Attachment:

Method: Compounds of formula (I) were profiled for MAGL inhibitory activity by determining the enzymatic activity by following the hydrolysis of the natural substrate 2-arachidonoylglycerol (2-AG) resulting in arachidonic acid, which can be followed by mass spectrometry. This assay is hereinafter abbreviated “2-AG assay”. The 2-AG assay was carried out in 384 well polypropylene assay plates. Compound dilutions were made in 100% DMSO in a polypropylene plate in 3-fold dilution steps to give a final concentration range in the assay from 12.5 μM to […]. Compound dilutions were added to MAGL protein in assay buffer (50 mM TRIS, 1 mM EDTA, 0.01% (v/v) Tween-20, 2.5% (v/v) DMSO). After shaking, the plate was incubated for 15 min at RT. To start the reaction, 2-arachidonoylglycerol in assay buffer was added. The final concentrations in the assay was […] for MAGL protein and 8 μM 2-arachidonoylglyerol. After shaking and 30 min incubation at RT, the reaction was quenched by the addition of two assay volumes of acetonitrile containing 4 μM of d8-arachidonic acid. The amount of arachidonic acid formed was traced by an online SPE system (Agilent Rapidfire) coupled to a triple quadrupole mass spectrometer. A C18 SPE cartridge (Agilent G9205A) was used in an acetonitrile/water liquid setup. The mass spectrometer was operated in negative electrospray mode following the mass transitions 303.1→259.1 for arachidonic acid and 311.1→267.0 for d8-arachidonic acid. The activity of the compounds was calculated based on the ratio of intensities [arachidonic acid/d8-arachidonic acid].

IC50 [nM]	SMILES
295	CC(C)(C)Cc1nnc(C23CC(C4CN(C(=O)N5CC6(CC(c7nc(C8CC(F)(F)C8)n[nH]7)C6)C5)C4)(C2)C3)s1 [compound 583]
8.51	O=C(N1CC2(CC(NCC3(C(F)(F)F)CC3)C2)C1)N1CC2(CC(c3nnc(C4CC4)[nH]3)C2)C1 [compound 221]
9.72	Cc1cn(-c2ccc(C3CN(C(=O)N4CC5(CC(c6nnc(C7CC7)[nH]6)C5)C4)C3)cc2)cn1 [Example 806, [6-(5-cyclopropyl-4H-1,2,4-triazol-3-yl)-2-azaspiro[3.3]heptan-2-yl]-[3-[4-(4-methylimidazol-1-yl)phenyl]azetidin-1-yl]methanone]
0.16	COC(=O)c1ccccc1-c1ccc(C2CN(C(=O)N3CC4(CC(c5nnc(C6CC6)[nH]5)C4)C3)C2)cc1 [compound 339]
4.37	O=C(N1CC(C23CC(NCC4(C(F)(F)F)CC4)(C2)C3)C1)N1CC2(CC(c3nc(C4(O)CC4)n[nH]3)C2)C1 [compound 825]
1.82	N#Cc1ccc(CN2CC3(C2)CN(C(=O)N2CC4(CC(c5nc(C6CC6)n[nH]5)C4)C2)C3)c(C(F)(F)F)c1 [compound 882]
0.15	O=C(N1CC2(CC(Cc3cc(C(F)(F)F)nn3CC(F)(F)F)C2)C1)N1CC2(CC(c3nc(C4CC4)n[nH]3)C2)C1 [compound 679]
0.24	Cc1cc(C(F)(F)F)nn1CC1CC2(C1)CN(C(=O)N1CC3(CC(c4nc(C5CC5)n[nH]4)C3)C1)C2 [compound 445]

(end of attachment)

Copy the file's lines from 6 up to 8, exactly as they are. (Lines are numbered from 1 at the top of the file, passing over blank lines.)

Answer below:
0.16	COC(=O)c1ccccc1-c1ccc(C2CN(C(=O)N3CC4(CC(c5nnc(C6CC6)[nH]5)C4)C3)C2)cc1 [compound 339]
4.37	O=C(N1CC(C23CC(NCC4(C(F)(F)F)CC4)(C2)C3)C1)N1CC2(CC(c3nc(C4(O)CC4)n[nH]3)C2)C1 [compound 825]
1.82	N#Cc1ccc(CN2CC3(C2)CN(C(=O)N2CC4(CC(c5nc(C6CC6)n[nH]5)C4)C2)C3)c(C(F)(F)F)c1 [compound 882]